The Pet Doctor
Arvid Edward never heard of veterinarians until he was in ninth grade. When his German shepherd, Master, was hit by a car, Edward’s father took the dog to an animal hospital. A vet saved Master’s life. “That's when my interest was piqued,” Edward recalls.
Edward went to veterinarian school at Tuskegee University, in Alabama. He’s been in professional practice for 25 years. He’s now the medical director at the North Springs Animal Clinic, in Sandy Springs, Georgia. Your Hot Job asked him what advice he’d give young people who hope to join the veterinary profession. Here are the key takeaways.
Take an interest in science.
Like many high school students, Edward took biology. When he found out there was a course in zoology, he immediately signed up. Each animal has its own anatomy, its own habitat, its own way of life, he says. For people who love science, that diversity can be fascinating. Many vets work with all kinds of animals.
Do your homework.
It is important to maintain good grades in high school and in college, so you can earn scholarships. These will help pay for your education. When you’re selecting a college, look for schools that offer classes in pre-veterinary science and animal science. You will need these credits when you apply to veterinary school.
Expect veterinary school to be challenging.
At the best veterinary schools, there’s a lot of hands-on work. You’ll dissect cadavers and see blood vessels, nerves, muscles, organs, and tissue. When you get a job, you’ll be expected to apply this knowledge with few or no mistakes. “You have to learn this with some degree of perfection,” Edward says. And be prepared to dedicate yourself to your studies. In veterinary school, “you have no time,” he says. “You’re studying all day, every day.”
People hold veterinarians to a high standard.
When people bring in a beloved pet, they expect a veterinarian to be perfect, Edward says. There’s little room for mistakes. “You have to be confident and stand firm in your conviction when you tell clients, ‘This is what I think, and this is the avenue I want to take’ as far as treatment goes.” Sometimes, a client will challenge you, but that’s okay. “People are very protective when it comes to their pets.”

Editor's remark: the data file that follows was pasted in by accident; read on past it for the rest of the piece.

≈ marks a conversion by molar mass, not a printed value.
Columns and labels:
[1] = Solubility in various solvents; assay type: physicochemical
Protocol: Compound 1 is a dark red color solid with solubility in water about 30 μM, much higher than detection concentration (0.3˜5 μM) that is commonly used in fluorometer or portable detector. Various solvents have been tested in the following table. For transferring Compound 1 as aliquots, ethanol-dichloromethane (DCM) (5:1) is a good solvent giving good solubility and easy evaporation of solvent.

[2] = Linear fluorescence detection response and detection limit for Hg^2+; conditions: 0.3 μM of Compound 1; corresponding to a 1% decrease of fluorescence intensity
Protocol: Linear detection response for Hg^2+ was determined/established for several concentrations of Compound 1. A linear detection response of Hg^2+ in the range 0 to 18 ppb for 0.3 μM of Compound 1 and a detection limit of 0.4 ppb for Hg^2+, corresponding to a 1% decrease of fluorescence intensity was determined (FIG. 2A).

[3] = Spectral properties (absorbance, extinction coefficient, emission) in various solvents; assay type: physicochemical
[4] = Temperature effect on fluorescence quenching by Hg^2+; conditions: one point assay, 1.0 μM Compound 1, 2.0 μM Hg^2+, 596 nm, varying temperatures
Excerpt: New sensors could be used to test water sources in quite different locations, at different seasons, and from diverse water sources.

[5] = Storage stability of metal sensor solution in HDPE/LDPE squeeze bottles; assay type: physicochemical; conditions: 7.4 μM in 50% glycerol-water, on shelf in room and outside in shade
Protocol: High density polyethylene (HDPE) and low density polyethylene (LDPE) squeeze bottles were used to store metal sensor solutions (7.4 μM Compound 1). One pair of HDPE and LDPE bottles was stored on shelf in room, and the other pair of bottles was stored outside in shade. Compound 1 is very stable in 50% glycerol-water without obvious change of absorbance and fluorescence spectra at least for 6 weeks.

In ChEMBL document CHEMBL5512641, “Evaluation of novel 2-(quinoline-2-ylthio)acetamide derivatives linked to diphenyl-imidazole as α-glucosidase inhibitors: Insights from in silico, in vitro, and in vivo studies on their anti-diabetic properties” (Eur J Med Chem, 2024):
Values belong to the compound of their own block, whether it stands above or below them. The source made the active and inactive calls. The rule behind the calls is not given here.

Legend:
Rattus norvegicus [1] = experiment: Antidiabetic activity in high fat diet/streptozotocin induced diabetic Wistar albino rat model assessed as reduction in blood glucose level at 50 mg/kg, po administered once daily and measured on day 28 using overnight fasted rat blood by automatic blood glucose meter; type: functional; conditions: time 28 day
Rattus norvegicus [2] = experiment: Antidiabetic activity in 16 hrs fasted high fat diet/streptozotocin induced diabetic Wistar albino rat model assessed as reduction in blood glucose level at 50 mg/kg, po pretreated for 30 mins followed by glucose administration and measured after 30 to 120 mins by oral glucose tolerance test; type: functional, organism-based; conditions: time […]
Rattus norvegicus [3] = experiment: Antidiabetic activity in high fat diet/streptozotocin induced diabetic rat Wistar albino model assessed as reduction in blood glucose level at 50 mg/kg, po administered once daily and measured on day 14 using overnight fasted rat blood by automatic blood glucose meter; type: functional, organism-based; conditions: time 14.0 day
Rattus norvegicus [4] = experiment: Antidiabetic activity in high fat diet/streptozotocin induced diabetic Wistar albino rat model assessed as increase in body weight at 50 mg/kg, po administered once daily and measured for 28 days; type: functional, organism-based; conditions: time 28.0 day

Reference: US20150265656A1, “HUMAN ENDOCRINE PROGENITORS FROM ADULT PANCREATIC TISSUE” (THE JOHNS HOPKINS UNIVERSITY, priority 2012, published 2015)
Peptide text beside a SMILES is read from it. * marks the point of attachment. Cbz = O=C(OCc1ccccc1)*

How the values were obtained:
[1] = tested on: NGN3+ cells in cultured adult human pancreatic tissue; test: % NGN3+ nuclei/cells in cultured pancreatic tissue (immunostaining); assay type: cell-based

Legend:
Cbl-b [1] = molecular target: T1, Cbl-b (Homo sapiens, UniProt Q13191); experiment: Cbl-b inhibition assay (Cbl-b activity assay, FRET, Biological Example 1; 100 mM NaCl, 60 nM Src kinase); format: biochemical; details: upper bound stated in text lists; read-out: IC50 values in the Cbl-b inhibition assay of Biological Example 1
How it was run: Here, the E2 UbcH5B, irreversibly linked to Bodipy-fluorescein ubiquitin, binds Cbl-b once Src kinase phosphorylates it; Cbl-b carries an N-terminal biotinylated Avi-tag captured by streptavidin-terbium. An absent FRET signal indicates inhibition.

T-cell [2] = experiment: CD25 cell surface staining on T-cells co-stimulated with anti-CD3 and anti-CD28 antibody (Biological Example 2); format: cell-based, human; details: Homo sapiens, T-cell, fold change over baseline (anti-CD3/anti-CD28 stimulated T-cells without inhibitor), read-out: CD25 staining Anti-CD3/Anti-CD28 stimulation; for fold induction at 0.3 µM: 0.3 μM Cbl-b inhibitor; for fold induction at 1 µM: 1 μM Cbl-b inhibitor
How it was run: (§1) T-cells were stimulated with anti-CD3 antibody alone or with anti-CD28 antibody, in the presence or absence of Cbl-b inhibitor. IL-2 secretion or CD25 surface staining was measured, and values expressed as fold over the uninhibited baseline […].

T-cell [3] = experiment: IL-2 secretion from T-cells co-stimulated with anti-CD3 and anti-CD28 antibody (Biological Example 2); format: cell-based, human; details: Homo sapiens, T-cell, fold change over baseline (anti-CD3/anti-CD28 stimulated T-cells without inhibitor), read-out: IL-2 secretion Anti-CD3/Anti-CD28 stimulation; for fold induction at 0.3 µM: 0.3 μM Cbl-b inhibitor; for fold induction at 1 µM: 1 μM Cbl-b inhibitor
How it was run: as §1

Be prepared to work.
A typical workday for Edward is 8 a.m. to 5 p.m. He’s a surgeon, and works on every kind of animal. “Horses, cows, reptiles, and birds. I worked on a tooth abscess on a rabbit not long ago,” Edward says. “I pretty much see whatever walks in the door.”
But veterinarians can choose which animals they want to see, and what kind of treatment they offer. Some do not do surgery. Others might not treat exotic animals, just dogs and cats.
Take care of yourself.
Being a veterinarian can be stressful. Many of the pets you treat will get better. But not all of them. “You cannot bring emotion to work,” Edward says. “That doesn’t mean you don’t care. But emotion can cloud your judgment on how you treat a patient. And it can affect you internally. Being a veterinarian takes a lot of discipline and determination. All you can do is go out there and do the best you can every day. Try not to take it home with you.”
You may not know:
There are a lot of different jobs for veterinarians.
Not all veterinarians work in a clinic. There are many other opportunities. For example, you can do research for the United States Department of Agriculture. You can work in public health, as a meat inspector, or as an epidemiologist (an expert on the spread of disease) for the Centers for Disease Control and Prevention. You might work in a lab, developing animal medicines, or teach at a veterinary school. Even the United States military has positions for veterinarians. “There are so many options,” Edward says.
What you can do now.
“It all comes down to education,” Edward says. He suggests:
• Reading books on veterinary science and pet safety. • Asking a veterinarian to speak at your school. • Volunteering at an animal clinic and following a veterinarian for a day.